By Gretchen Wehmhoff

When Michael Heney developed the plan for the current White Pass Railroad in a Skagway bar with Sir Thomas Tancrede, a representative of London Investors, he probably had no idea what the distant future held for the company. 

Initially designed to transport miners, equipment and gold back and forth from the Yukon to Skagway, the tracks now guide a major tourist attraction over White Pass, against sheer mountain sides along the east side of the Skagway River and on into Canada. Over 35,000 workers took part in the construction of the railroad. Now nearly a million visitors to Skagway are expected to board the train in 2023.

Heney was also unlikely to have been able to predict that one of his descendents would return 125 years later to celebrate the longevity and anniversary of the White Pass & Yukon Route Railroad (WPYR).

Patrick Michael Karnahan plays with Black Irish Band (BIB), a progressive folk band with ribbons of Celtic, Spanish and Italian influences. They are known for performing historic songs and ballads. Karnahan is a direct descendent of Michael Heney

Black Irish Band members pose by steam Locomotive 73. The band played at the celebration and the next night at the Red Onion Saloon. Photo provided by the Black Irish Band

 BIB came to Carcross for the 100th celebration of White Pass and made the journey again for this summer’s 125th anniversary of the iconic railroad. One of their ballads, White Pass & Yukon Railway Theme is available on their album “Lonesome Whistle – Railroad Ballads,” and features the vision, story and journey of Michael Heney.

The band entertained hundreds of residents, employees and visitors at the WPYR depot on July 29. Guests were invited to socialize, enjoy light refreshments, explore the locomotives and meet up with current and former employees and their families.

Engineer jeremy simmons  (who does not capitalize  his name) pulled Engine 73, a steam engine,  up to the celebration. Emma Tronrud, age six, climbed onboard. With a little help from her dad, Andrew, she pulled the whistle rope blasting a sound that made her jump — as well as many residents of Skagway who heard the toot of the train go off at irregular intervals that evening.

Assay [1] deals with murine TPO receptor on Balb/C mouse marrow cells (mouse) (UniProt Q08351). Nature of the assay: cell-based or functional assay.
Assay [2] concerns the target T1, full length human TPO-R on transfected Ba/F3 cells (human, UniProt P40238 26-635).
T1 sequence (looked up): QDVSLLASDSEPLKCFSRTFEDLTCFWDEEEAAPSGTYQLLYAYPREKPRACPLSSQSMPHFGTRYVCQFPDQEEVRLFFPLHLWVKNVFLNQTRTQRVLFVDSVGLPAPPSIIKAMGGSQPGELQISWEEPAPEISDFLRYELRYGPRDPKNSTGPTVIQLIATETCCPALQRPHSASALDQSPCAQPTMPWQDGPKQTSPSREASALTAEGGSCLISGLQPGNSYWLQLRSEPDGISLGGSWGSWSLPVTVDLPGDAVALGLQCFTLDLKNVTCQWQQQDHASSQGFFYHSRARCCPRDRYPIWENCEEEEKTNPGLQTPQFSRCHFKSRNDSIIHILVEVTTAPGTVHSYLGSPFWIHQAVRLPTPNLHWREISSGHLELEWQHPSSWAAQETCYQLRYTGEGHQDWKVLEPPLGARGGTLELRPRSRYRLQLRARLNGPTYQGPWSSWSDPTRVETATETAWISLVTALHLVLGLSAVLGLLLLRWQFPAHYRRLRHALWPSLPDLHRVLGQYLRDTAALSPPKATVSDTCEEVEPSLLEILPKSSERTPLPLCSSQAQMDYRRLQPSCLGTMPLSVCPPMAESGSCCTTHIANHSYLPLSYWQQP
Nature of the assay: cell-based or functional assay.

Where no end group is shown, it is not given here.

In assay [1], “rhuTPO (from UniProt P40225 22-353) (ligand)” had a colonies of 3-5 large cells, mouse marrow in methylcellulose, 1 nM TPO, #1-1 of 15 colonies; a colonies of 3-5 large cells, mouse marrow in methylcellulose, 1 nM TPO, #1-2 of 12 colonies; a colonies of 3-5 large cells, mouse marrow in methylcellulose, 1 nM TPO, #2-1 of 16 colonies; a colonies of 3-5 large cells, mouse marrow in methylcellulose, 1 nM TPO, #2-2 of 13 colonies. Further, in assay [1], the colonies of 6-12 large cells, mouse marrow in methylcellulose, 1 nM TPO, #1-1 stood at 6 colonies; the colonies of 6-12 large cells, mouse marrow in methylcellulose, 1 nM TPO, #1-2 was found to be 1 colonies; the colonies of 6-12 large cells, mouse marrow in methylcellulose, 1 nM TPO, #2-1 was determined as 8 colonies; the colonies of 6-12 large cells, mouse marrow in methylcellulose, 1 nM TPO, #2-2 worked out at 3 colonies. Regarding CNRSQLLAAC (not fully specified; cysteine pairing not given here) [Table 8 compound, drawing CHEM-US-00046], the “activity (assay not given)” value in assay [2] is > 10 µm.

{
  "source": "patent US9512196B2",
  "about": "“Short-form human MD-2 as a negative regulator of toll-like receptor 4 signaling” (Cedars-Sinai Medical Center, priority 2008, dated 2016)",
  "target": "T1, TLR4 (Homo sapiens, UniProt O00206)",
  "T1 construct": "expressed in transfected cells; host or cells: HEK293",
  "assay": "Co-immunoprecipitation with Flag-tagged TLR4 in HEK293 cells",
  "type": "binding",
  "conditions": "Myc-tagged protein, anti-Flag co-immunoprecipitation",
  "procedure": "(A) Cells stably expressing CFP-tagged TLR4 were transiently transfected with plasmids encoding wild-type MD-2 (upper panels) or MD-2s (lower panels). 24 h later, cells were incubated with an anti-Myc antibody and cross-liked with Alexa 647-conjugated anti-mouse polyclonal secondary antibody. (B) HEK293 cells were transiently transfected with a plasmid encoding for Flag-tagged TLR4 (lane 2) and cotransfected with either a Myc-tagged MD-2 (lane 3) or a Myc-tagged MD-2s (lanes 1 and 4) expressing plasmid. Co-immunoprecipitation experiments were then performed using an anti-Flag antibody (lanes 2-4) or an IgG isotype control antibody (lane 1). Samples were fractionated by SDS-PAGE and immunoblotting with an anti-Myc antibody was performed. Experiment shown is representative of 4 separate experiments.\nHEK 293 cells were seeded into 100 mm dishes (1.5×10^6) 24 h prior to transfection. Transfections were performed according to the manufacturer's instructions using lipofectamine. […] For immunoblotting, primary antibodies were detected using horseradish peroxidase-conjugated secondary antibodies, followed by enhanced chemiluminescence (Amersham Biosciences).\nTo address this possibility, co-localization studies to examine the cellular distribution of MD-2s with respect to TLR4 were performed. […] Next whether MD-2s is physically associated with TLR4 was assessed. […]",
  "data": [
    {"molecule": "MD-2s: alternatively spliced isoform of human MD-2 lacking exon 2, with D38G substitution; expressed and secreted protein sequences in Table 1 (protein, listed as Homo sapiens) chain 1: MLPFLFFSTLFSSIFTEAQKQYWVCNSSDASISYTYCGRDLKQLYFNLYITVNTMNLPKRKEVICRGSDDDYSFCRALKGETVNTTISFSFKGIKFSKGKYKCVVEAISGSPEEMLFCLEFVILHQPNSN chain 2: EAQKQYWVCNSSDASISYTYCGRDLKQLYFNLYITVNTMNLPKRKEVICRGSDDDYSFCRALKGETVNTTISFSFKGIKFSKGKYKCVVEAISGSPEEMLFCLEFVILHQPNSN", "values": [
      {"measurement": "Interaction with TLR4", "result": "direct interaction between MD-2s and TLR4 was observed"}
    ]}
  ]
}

“It was so loud. It scared me,” Emma said. 

She and her mother, Cynthia Tronrud, talked about how hot it was in the engine room. Tronrud has worked for White Pass for 23 years.

“jeremy said it’s really hot when it’s moving,” Tronrud said.

Emma saw several uncles and family friends who worked on the engines. One was Uncle Pete.

“We call him Uncle Pete, but he’s really Dave Hunz,” Tronrud laughed. 

Skagwegians have multiple ties to the railroad either through current jobs, tourism connections or decades of family employment. Some families can trace their history back a century through parents, grandparents and siblings. Family descendants who include, but are not limited to, Burnham, Hunz, Lawson, Mahle, Mulvihill, Rose, Taylor, Thoe and Tronrud still live and work in Skagway, many connected to the railroad for generations. 

WPYR has seen its capital grow from smaller engines to powerful locomotives. About 95 parlor cars are used during peak season. Named after lakes, the cars came from various historic railroads. The Emerald Lake, built in 1883, is the oldest car of the fleet. 

In 2018 White Pass & Yukon Route was purchased by Klondike Holdings, LLC, an ownership group formed of majority partner Survey Point Holdings and its affiliates and long time partners based in Seattle along with minority partner Carnival PLC.

The railroad has survived closures due to the slowing of mineral mining, landslides and a pandemic. All of these setbacks were jointly felt by the small town of Skagway, home to visionary railroad builders that changed the nature of the Klondike Gold Rush and the future of its descendents.